- Alho H, Fremeau R. T., Jr., Tiedge H, Wilcox J, Bovolin P, Brosius J, Roberts JL, Costa E: Diazepam binding inhibitor gene expression: location in brain and peripheral tissues of rat. Proc Natl Acad Sci U S A. 1988, 85: 7018-7022.View ArticlePubMedPubMed CentralGoogle Scholar
- Kolmer M, Rovio A, Alho H: The characterization of two diazepam binding inhibitor (DBI) transcripts in humans. Biochem J. 1995, 306 ( Pt 2): 327-330.View ArticleGoogle Scholar
- Mocchetti I, Santi MR: Diazepam binding inhibitor peptide: cloning and gene expression. Neuropharmacology. 1991, 30: 1365-1371.View ArticlePubMedGoogle Scholar
- Owens GP, Sinha AK, Sikela JM, Hahn WE: Sequence and expression of the murine diazepam binding inhibitor. Brain Res Mol Brain Res. 1989, 6: 101-108. 10.1016/0169-328X(89)90043-0.View ArticlePubMedGoogle Scholar
- Guarneri P, Berkovich A, Guidotti A, Costa E: A study of diazepam binding inhibitor (DBI) processing products in human cerebrospinal fluid and in postmortem human brain. Neuropharmacology. 1990, 29: 419-428. 10.1016/0028-3908(90)90162-K.View ArticlePubMedGoogle Scholar
- Ferrarese C, Cogliati T, Tortorella R, Zucca C, Bogliun G, Beghi E, Passoni D, Zoia C, Begni B, Airoldi L, Alho H, Frattola L: Diazepam binding inhibitor (DBI) in the plasma of pediatric and adult epileptic patients. Epilepsy Res. 1998, 29: 129-134. 10.1016/S0920-1211(97)00074-0.View ArticlePubMedGoogle Scholar
- Edgar PF, Schonberger SJ, Dean B, Faull RL, Kydd R, Cooper GJ: A comparative proteome analysis of hippocampal tissue from schizophrenic and Alzheimer's disease individuals. Mol Psychiatry. 1999, 4: 173-178. 10.1038/sj.mp.4000463.View ArticlePubMedGoogle Scholar
- Papadopoulos V, Berkovich A, Krueger KE, Costa E, Guidotti A: Diazepam binding inhibitor and its processing products stimulate mitochondrial steroid biosynthesis via an interaction with mitochondrial benzodiazepine receptors. Endocrinology. 1991, 129: 1481-1488.View ArticlePubMedGoogle Scholar
- Cavallaro S, Korneyev A, Guidotti A, Costa E: Diazepam-binding inhibitor (DBI)-processing products, acting at the mitochondrial DBI receptor, mediate adrenocorticotropic hormone-induced steroidogenesis in rat adrenal gland. Proc Natl Acad Sci U S A. 1992, 89: 10598-10602.View ArticlePubMedPubMed CentralGoogle Scholar
- Boujrad N, Hudson J. R., Jr., Papadopoulos V: Inhibition of hormone-stimulated steroidogenesis in cultured Leydig tumor cells by a cholesterol-linked phosphorothioate oligodeoxynucleotide antisense to diazepam-binding inhibitor. Proc Natl Acad Sci U S A. 1993, 90: 5728-5731.View ArticlePubMedPubMed CentralGoogle Scholar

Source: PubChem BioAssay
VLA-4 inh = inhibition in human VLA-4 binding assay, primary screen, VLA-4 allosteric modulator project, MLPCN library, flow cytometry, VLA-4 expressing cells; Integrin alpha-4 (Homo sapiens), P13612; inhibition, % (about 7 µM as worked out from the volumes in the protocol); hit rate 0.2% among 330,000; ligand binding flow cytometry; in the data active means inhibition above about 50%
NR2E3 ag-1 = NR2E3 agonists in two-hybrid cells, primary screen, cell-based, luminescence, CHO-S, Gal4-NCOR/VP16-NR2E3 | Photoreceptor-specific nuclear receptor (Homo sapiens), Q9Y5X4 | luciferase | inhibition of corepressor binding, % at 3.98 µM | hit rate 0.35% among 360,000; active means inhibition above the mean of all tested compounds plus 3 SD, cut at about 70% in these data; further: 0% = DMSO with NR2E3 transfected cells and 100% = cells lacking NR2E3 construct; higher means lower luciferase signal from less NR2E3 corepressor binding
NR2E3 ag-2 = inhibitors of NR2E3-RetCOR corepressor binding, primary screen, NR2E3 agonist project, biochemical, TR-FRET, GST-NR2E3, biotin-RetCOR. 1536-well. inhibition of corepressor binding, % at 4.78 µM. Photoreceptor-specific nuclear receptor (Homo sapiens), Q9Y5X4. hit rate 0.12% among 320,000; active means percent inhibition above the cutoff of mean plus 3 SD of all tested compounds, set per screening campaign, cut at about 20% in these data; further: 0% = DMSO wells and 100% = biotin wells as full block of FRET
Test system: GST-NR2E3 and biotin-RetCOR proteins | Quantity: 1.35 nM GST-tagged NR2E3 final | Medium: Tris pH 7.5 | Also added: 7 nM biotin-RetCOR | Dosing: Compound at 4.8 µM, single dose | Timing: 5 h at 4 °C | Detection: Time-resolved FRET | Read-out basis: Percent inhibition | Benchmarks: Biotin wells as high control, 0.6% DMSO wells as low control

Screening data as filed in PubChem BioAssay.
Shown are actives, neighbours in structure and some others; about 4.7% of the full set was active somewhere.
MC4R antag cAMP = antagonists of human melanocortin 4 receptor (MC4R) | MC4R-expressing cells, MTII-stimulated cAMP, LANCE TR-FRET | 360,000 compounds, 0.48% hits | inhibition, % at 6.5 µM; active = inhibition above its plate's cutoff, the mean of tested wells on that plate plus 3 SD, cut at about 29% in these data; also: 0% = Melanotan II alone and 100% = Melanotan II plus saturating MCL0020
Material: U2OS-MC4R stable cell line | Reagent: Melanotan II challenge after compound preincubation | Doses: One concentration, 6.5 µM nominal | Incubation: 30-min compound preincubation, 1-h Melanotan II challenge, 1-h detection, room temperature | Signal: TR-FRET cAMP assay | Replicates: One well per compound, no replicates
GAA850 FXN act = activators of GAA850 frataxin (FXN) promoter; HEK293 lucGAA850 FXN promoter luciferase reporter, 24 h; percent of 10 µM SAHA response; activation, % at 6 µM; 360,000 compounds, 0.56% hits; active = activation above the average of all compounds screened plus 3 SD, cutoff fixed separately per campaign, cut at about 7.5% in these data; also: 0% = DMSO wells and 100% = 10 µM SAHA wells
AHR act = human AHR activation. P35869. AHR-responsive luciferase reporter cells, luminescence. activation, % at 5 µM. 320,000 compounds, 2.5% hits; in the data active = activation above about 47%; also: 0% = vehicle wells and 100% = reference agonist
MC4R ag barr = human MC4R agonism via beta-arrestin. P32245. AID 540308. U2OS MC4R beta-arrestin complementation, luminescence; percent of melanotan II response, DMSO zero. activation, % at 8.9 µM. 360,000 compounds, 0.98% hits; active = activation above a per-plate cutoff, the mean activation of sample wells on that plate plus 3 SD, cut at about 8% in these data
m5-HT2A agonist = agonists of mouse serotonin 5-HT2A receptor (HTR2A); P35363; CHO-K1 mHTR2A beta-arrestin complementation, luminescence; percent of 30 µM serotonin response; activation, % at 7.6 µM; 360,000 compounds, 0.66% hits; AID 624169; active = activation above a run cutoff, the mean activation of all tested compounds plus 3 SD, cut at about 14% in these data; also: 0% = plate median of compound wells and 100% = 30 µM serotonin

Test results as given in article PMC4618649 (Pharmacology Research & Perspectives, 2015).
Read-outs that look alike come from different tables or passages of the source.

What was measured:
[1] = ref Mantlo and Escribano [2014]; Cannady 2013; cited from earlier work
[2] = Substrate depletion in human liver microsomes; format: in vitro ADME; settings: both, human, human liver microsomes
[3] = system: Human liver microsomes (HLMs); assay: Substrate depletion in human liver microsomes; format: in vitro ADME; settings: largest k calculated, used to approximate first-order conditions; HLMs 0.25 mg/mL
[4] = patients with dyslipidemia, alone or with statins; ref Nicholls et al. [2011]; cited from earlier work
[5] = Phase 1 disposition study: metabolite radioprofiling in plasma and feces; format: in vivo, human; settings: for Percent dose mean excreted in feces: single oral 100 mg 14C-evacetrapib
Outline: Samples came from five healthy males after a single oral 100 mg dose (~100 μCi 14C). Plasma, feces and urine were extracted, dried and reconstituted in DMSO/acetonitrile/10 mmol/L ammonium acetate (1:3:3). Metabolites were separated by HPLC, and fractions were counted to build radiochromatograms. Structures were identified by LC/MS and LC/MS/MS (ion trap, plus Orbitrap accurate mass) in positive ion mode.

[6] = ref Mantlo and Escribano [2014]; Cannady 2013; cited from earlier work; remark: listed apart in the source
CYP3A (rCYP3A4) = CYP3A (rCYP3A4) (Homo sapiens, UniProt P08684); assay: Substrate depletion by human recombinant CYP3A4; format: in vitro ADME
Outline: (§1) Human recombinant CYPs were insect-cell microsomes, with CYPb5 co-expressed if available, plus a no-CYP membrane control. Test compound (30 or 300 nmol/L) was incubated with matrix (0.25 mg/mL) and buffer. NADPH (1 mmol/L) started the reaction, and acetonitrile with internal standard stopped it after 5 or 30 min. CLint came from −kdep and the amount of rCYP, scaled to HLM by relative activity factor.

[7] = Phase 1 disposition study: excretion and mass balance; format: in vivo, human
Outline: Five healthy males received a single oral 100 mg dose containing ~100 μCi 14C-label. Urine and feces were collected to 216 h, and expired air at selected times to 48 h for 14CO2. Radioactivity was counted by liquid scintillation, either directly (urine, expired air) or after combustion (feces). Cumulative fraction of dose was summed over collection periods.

- Cosentino M, Marino F, Cattaneo S, Di Grazia L, Francioli C, Fietta AM, Lecchini S, Frigo G: Diazepam-binding inhibitor-derived peptides induce intracellular calcium changes and modulate human neutrophil function. J Leukoc Biol. 2000, 67: 637-643.PubMedGoogle Scholar
- Gandolfo P, Patte C, Leprince J, Thoumas JL, Vaudry H, Tonon MC: The stimulatory effect of the octadecaneuropeptide (ODN) on cytosolic Ca2+ in rat astrocytes is not mediated through classical benzodiazepine receptors. Eur J Pharmacol. 1997, 322: 275-281. 10.1016/S0014-2999(97)00012-5.View ArticlePubMedGoogle Scholar
- Rosendal J, Ertbjerg P, Knudsen J: Characterization of ligand binding to acyl-CoA-binding protein. Biochem J. 1993, 290 ( Pt 2): 321-326.View ArticleGoogle Scholar
- Knudsen J, Neergaard TB, Gaigg B, Jensen MV, Hansen JK: Role of acyl-CoA binding protein in acyl-CoA metabolism and acyl-CoA-mediated cell signaling. J Nutr. 2000, 130: 294S-298S.PubMedGoogle Scholar
- Helledie T, Grontved L, Jensen SS, Kiilerich P, Rietveld L, Albrektsen T, Boysen MS, Nohr J, Larsen LK, Fleckner J, Stunnenberg HG, Kristiansen K, Mandrup S: The gene encoding the Acyl-CoA-binding protein is activated by peroxisome proliferator-activated receptor gamma through an intronic response element functionally conserved between humans and rodents. J Biol Chem. 2002, 277: 26821-26830. 10.1074/jbc.M111295200.View ArticlePubMedGoogle Scholar
- Swinnen JV, Alen P, Heyns W, Verhoeven G: Identification of diazepam-binding Inhibitor/Acyl-CoA-binding protein as a sterol regulatory element-binding protein-responsive gene. J Biol Chem. 1998, 273: 19938-19944. 10.1074/jbc.273.32.19938.View ArticlePubMedGoogle Scholar
- Borboni P, Condorelli L, De Stefanis P, Sesti G, Lauro R: Modulation of insulin secretion by diazepam binding inhibitor and its processing products. Neuropharmacology. 1991, 30: 1399-1403.View ArticlePubMedGoogle Scholar
- Ostenson CG, Ahren B, Karlsson S, Sandberg E, Efendic S: Effects of porcine diazepam-binding inhibitor on insulin and glucagon secretion in vitro from the rat endocrine pancreas. Regul Pept. 1990, 29: 143-151. 10.1016/0167-0115(90)90077-A.View ArticlePubMedGoogle Scholar
- Laegreid L, Olegard R, Wahlstrom J, Conradi N: Abnormalities in children exposed to benzodiazepines in utero. Lancet. 1987, 1: 108-109. 10.1016/S0140-6736(87)91951-9.View ArticlePubMedGoogle Scholar
- Laegreid L, Olegard R, Walstrom J, Conradi N: Teratogenic effects of benzodiazepine use during pregnancy. J Pediatr. 1989, 114: 126-131.View ArticlePubMedGoogle Scholar
- Laegreid L, Olegard R, Conradi N, Hagberg G, Wahlstrom J, Abrahamsson L: Congenital malformations and maternal consumption of benzodiazepines: a case-control study. Dev Med Child Neurol. 1990, 32: 432-441.View ArticlePubMedGoogle Scholar
- Laegreid L, Olegard R, Wahlstrom J, Conradi N, Sisfontes L: Benzodiazepine overconsumption in pregnancy. Lancet. 1987, 2: 1405-1406. 10.1016/S0140-6736(87)91303-1.View ArticlePubMedGoogle Scholar